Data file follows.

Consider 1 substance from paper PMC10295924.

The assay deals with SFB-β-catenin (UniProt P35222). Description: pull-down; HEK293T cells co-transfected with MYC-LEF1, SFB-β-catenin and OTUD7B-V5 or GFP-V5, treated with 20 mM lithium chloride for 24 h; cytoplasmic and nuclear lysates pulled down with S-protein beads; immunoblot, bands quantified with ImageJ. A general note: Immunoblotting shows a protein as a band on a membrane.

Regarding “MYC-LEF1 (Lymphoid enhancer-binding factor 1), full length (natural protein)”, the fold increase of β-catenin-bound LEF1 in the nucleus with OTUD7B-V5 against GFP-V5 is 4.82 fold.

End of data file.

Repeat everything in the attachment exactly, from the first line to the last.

Consider 1 substance from paper PMC10295924.

The assay deals with SFB-β-catenin (UniProt P35222). Description: pull-down; HEK293T cells co-transfected with MYC-LEF1, SFB-β-catenin and OTUD7B-V5 or GFP-V5, treated with 20 mM lithium chloride for 24 h; cytoplasmic and nuclear lysates pulled down with S-protein beads; immunoblot, bands quantified with ImageJ. A general note: Immunoblotting shows a protein as a band on a membrane.

Regarding “MYC-LEF1 (Lymphoid enhancer-binding factor 1), full length (natural protein)”, the fold increase of β-catenin-bound LEF1 in the nucleus with OTUD7B-V5 against GFP-V5 is 4.82 fold.